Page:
Since Wednesday was PI day (3.14), I thought I might update my PI trade article, says Dave Landry, f...
How to Make Money in a Bear Market
08/25/2010 12:01 am EST
Recent market action and economic news points strongly toward the possibility of a double-dip recession and the resumption or continuation of a bear market in equities and exchange traded funds.
If the bear is back, the average retail investor and mutual fund manager now face the possibility that they’re—once again—standing in front of a freight train.
But there is a special group of knowledgeable individual and professional investors who have been making gains since the market has turned south. Here’s how they’re doing it:
- By moving a portion of their portfolios to cash. Professional investors and managers routinely move assets to cash when the market heads south. The old adage “Cash is King” is particularly valid during bear market meltdowns
- By using stop loss points to exit profitable positions and take profits home or minimize losses on losers
- By buying protective put options to hedge long positions and limit losses without selling positions
The point is that investors who are winning during this difficult time understand that if they’re not losing money, they’re effectively making money because when things turn back up, they’ll be moving ahead with wealth accumulation instead of spending what could be years just getting back to break even.
Investors Can Actually Make Money During Bear Markets
Most investors will continue doing what they always do: Sitting around wringing their hands and worrying and searching the financial press and television looking for a nugget of hope from people who know less than they do.
But there is another group of individual investors, financial advisors, and newsletter writers who have been able to capitalize on this recent decline in the market. It’s not rocket science, and here are just three methods they’re using.
- Buying stocks, ETFs or mutual funds that do well in bear markets. This is an obvious possibility, and, in fact, many investors have already figured this out. Possibilities include the traditional defensive sectors like consumer staples and utilities.
- Buying bonds, mutual funds, or ETFs that track widely followed bond indexes because bear markets are typically accompanied by a flight to quality that causes the face value of bonds to rise.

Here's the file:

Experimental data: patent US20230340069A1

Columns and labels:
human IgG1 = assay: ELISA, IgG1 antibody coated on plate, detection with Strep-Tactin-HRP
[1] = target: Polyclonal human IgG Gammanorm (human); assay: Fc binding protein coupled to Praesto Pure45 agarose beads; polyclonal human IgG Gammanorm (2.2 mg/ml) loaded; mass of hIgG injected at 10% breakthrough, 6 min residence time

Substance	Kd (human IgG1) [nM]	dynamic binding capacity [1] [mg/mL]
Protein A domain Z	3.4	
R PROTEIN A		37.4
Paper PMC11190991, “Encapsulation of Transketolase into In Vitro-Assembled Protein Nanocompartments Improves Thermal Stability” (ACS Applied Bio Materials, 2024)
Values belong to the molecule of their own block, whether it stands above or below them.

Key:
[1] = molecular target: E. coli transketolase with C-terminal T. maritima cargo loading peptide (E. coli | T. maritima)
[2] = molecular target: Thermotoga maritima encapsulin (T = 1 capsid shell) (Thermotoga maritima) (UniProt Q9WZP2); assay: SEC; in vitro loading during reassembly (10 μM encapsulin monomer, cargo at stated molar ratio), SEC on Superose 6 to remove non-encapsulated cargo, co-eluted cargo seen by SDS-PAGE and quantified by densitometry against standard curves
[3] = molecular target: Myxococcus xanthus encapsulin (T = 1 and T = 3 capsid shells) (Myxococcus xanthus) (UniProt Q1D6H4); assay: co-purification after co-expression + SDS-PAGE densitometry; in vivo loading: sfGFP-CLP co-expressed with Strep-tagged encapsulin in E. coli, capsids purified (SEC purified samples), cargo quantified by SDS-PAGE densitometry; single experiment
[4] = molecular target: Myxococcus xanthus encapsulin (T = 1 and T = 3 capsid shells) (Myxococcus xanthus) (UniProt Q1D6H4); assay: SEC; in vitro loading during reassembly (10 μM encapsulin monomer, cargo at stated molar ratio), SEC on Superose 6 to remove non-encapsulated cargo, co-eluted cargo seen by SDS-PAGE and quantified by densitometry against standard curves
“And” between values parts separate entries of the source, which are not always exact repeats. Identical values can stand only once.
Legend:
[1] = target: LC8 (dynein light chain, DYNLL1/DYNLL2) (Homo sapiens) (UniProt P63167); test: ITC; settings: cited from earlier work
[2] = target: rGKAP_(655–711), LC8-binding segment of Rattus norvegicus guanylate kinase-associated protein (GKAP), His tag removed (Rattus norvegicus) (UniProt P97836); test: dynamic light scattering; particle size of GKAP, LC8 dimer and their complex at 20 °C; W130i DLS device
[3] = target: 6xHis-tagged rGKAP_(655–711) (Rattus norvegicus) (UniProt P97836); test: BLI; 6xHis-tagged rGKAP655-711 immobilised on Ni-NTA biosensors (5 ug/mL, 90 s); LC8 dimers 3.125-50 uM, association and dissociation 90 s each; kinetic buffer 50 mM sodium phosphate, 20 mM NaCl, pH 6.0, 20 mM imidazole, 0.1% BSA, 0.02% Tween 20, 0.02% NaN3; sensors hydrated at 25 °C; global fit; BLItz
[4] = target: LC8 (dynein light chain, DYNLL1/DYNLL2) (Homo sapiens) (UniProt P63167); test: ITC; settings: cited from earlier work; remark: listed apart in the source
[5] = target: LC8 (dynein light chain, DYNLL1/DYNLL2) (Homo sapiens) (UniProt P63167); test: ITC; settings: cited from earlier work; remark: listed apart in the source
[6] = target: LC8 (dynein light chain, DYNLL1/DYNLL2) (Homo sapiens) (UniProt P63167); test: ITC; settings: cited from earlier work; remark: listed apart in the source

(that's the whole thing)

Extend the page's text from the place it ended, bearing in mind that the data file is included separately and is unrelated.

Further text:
- Buying inverse ETFs that move opposite the underlying index so the value of the investment rises as the underlying index declines. This has been made possible through the relatively recent development of these inverse funds, and one of the best providers of this product that I’ve found in my work at Wall Street Sector Selector is the ProShares family of exchange traded funds. They offer a wide variety of inverse ETFs that allow “shorting” of the market, that can be used in both qualified and non-qualified investments, and that track the major indexes, sectors, and international markets. Inverse ETFs are tricky and you need to understand how they work and have a proven tactical trading plan, but if you do, there is plenty of opportunity on the “short” side of the markets.
- Trading the VIX, or CBOE Volatility Index, also known as the “fear” indicator. The VIX tends to move opposite to stock prices—rising when prices fall and falling when prices rise—as fear and complacency enter and exit the market. Today, two popular ETFs, VXX and XXV, allow traders and investors the opportunity to go “long” or “short” the VIX, depending upon their outlook for upcoming market moves. A position in VXX is designed to rise in value as stock prices fall, so it offers another avenue for “shorting” the market.
(In my work at Wall Street Sector Selector, we use inverse exchange traded funds to take advantage of downtrends in the market and also use VXX and XXV to trade the volatility inherent in today’s environment. Currently, our standard portfolio is fully invested in inverse, or “short” ETFs, and we also hold a position in VXX, expecting that volatility will rise. Positions can change at any time.)
In summary, no one can say for sure if recent market action is the start of a new bear or if this is just a sharp correction. No one can tell you that it will or won’t continue. Sadly, there are no crystal balls, as much as we’d all like to have one. But even these days, some investors are making money, and all investors have alternatives to watching the bear maul their portfolios.By John Nyaradi of WallStreetSectorSelector.com
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